Is Criminology A Science?

When it is said that criminology is the scientific study of crime and criminals, one or two questions crop up: Is criminology a science? What does the word ‘science’ mean? Science is an approach to the problems of human knowledge based on the attempt to develop general principles about phenomena, derived from empirical observations.

The generalisations are so stated that they can be tested by any competent person (Theodorson, 1969: 368-69). Further, the generalisations of a science do not reflect individual experiences, but rather the consensus of the scientific community. Science is based on the assumption that the biases and values of the observer can be relatively controlled so that a reasonable degree of objectivity is possible.

Scientific observation has certain characteristics. The more important ones are (see, Horton and Hunt, Sociology, 1984: 4-6):


I. Scientific observation is based upon verifiable evidence, i.e., factual observations which other observers can check for accuracy.

II. Scientific observation is accurate, i.e., facts are exactly described as they are without any exaggeration or underestimation.

III. Scientific observation is precise, i.e., the observer precisely refers to the measurement or the degree. For example, he states how many people exactly were interviewed (say 500 or 1,000 or 2,000) instead of saying that “a lot of people were interviewed”; or how many people were exactly in favour of a certain programme instead of saying that “most of the people” were in favour.

A poet may say “every moment dies a man and every moment one is born” but a scientist will say that 45 persons are born in a minute in India or the population of the country increases by 1.7 crore every year.


IV. Scientific observation is systematic, i.e., observations are not casual but are collected in an organised and systematic way.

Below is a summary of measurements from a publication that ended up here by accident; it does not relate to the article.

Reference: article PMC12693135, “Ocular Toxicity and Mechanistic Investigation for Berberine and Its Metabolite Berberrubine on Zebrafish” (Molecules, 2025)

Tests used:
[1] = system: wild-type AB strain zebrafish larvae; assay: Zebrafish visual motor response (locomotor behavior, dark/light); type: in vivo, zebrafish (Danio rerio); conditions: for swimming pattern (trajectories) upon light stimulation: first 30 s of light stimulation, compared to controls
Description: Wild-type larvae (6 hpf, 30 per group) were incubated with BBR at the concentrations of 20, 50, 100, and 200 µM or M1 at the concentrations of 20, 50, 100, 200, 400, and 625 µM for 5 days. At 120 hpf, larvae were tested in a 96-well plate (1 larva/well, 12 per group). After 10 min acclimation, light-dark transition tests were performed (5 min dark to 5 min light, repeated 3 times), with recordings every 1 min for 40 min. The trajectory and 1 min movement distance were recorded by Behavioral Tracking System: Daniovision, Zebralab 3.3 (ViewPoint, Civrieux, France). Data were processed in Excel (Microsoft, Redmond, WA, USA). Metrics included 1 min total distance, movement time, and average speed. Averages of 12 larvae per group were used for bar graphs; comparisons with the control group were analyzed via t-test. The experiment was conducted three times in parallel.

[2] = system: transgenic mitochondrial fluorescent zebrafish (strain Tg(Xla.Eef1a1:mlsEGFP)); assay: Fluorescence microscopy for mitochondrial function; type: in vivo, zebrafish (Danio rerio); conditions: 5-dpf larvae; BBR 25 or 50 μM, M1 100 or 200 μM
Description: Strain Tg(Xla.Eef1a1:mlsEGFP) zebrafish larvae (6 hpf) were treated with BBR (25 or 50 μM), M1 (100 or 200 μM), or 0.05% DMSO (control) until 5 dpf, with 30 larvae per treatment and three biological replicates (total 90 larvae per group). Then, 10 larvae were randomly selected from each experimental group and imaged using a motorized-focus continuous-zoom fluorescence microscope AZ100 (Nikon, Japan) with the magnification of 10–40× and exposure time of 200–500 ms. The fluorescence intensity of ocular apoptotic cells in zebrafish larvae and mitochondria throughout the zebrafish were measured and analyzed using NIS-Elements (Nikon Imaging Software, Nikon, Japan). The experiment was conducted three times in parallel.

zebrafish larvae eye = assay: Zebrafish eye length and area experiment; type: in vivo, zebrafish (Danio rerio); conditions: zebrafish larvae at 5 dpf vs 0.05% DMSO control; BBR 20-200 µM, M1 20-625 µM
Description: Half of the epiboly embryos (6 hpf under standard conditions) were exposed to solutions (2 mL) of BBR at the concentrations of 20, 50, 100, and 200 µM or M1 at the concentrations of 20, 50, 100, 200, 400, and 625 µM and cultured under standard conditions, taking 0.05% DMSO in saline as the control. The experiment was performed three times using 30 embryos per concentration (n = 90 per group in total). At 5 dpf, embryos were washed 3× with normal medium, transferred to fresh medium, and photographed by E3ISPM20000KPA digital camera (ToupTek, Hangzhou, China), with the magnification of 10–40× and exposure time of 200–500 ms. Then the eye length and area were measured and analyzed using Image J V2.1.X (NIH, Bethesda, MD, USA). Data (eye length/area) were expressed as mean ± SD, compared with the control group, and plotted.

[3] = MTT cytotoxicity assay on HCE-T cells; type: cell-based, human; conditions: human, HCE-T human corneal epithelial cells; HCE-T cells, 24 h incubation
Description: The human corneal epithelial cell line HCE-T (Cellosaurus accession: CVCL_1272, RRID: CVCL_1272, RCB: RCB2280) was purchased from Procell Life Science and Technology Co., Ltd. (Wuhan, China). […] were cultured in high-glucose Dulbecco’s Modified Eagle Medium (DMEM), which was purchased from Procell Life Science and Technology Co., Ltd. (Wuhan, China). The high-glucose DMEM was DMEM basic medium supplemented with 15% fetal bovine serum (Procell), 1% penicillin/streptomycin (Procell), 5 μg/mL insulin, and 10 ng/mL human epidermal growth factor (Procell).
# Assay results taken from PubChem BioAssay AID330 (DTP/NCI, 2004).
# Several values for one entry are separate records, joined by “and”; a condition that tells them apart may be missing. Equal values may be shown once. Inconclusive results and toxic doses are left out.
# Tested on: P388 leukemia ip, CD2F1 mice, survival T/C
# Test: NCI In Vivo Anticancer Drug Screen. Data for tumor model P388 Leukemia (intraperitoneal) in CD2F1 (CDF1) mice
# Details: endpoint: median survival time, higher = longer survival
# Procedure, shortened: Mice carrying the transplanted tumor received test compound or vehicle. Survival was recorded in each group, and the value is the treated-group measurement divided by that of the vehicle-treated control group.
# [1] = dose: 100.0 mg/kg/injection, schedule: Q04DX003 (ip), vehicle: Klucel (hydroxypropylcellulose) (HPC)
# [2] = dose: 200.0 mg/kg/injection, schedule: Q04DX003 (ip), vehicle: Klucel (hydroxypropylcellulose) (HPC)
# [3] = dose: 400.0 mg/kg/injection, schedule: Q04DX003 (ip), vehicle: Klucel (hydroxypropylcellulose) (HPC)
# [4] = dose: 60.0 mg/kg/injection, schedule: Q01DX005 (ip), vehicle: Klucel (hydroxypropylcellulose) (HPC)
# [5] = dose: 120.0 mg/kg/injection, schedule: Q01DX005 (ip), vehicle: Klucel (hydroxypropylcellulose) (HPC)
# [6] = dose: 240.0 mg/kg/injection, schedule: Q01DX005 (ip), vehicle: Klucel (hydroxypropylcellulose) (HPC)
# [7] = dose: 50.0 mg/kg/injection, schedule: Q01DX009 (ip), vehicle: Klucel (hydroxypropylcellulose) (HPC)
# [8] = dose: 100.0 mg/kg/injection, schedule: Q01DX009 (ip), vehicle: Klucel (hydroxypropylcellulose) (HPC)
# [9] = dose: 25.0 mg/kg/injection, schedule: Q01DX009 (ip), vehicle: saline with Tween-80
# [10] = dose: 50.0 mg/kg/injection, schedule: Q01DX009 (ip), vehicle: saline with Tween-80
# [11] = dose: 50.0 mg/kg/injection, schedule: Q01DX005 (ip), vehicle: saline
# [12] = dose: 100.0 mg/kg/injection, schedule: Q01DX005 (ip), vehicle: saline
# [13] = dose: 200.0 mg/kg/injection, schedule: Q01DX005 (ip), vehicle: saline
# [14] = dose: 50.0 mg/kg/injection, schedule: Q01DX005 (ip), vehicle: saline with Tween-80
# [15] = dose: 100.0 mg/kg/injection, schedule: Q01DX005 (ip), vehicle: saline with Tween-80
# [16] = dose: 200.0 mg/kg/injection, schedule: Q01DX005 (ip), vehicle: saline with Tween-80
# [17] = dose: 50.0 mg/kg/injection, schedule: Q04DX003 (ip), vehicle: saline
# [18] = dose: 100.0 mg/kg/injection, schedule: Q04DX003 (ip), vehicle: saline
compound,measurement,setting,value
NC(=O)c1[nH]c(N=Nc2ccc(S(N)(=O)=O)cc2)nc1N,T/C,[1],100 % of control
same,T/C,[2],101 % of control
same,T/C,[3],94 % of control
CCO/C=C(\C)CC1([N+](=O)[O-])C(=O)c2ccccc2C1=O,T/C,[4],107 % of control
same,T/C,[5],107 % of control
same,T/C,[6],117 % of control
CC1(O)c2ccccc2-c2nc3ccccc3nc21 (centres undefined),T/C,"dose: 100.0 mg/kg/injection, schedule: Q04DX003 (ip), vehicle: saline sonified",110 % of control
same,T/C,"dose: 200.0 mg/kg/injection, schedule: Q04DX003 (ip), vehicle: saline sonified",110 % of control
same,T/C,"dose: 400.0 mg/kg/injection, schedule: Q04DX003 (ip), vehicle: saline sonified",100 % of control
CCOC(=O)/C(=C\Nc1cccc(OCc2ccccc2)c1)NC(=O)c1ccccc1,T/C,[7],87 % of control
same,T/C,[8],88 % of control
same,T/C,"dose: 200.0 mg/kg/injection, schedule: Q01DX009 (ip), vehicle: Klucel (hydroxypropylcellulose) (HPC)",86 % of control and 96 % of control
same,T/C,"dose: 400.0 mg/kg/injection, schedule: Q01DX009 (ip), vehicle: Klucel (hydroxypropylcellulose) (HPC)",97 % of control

V. Scientific observation is recorded: Human memory being notoriously fallible, unrecorded facts may be difficult to recall. Trustworthy statements are, therefore, made only on the basis of recorded data.

VI. Scientific observation is objective, i.e., observation is unaffected by the observer’s own beliefs, values, attitudes, and feelings. In other words, objectivity means the ability to see and accept facts as they are, not as one might wish them to be.

VII. Scientific observations are made under controlled conditions, i.e., even though laboratories are not used where all variables may be totally controlled, yet it is possible to control quite a few variables even when studying human behaviour.


VIII. Scientific observations are made by trained observers. Untrained observers do not know where to look for facts and how to collect them and analyse and interpret them. Their inaccurate observations, biases, and casual impressions may impinge upon their efforts, which may adversely affect the results or generalisations.

There are several steps in the scientific method of investigation. These are: (i) defining the problem; (ii) reviewing the literature; (iii) formulating the hypotheses or making tentative propositions to explain certain facts; (iv) planning the research design; (v) collecting the data and (vi) drawing conclusions or making generalisations regarding the uniformities and regularities found in the facts through an inductive method (i.e., proceeding from the particular to the general).

These generalisations may or may not be in agreement with the working hypotheses and may even lead to their complete rejection. Conclusions are further drawn from the formulated generalisations by proceeding from the general to the particular, i.e., through the process of deduction.

Thus, science moves from observation through induction and deduction to verification in a never-ending process. The findings of science that have been tested and appear to be correct are known as scientific truths, though these scientific truths are subject to continuous re-examination and modification in the light of new evidence. The findings of science are classified as hypotheses, theories, and laws.


A scientific law is a universal and predictive statement of a relationship among facts that has been repeatedly corroborated by scientific investigation. It is universal in the sense that the stated relationship is held always to occur under the specified conditions. It is predictive in that if the specified conditions are found, the relationship may be predicted to follow.

A scientific theory is a set of logically interrelated and empirically verifiable propositions, while hypotheses are the propositions which have not been well verified. The proportions in the theory are those which have already been subjected to empirical testing. Thus, according to Theodorson (1969: 437), a theory is a generalisation intermediate in degree of verification between a law and a hypothesis.

With these concepts of science and scientific method, criminology may be described as a science because it uses the method that is defined as science. However, if ‘science’ is referred to in terms of the ‘content’, i.e., “the body of scientific findings”, then criminology is not a science.